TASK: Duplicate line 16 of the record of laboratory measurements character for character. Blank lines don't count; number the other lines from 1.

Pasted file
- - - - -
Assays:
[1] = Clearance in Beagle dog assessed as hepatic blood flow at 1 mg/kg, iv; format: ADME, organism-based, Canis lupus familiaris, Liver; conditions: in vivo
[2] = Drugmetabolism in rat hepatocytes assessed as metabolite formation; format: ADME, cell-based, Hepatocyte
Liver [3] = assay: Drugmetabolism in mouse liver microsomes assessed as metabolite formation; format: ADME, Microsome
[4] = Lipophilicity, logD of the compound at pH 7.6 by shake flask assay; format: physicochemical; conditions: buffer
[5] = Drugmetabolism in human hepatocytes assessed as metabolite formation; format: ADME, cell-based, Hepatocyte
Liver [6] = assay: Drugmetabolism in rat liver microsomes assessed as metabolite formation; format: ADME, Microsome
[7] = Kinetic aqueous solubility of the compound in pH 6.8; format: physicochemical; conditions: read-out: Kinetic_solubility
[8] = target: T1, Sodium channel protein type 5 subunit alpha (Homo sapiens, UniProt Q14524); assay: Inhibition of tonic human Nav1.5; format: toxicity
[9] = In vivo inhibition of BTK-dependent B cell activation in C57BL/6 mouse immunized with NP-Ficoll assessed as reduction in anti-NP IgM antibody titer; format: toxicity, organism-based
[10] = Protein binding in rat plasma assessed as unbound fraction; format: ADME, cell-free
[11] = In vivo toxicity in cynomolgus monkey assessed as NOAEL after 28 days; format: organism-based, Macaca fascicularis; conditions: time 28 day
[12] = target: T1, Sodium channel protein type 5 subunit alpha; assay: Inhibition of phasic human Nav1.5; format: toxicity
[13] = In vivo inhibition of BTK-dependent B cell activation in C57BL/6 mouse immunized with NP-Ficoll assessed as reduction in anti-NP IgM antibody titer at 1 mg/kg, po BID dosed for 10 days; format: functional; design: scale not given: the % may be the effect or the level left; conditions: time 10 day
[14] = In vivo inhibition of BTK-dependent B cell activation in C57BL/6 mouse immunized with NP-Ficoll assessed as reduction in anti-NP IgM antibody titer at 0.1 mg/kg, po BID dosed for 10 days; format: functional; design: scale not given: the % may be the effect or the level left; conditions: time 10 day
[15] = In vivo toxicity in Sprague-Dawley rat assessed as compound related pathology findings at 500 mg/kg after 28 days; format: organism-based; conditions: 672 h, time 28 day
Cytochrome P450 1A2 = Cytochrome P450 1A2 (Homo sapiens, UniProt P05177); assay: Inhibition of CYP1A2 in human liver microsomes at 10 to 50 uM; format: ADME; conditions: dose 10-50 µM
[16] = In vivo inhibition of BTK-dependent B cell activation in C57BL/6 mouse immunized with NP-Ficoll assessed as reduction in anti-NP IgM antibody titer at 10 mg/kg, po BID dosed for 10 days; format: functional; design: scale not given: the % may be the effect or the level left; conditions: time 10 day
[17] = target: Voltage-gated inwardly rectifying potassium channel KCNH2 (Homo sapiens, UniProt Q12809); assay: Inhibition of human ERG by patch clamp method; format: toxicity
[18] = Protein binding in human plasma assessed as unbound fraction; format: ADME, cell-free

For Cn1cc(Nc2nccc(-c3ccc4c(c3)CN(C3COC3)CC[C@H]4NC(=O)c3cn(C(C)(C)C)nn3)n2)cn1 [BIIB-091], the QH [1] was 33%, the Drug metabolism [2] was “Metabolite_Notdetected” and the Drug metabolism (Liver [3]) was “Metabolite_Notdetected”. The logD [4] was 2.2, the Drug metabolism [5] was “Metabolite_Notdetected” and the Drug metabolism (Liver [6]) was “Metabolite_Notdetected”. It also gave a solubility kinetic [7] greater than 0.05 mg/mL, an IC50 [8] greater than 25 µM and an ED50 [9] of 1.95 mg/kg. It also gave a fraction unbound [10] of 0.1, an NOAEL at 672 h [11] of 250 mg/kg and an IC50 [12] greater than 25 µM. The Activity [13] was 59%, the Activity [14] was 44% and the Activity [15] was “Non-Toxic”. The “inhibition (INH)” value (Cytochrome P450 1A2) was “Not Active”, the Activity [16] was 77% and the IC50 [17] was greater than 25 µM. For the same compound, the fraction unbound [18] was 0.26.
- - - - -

[15] = In vivo toxicity in Sprague-Dawley rat assessed as compound related pathology findings at 500 mg/kg after 28 days; format: organism-based; conditions: 672 h, time 28 day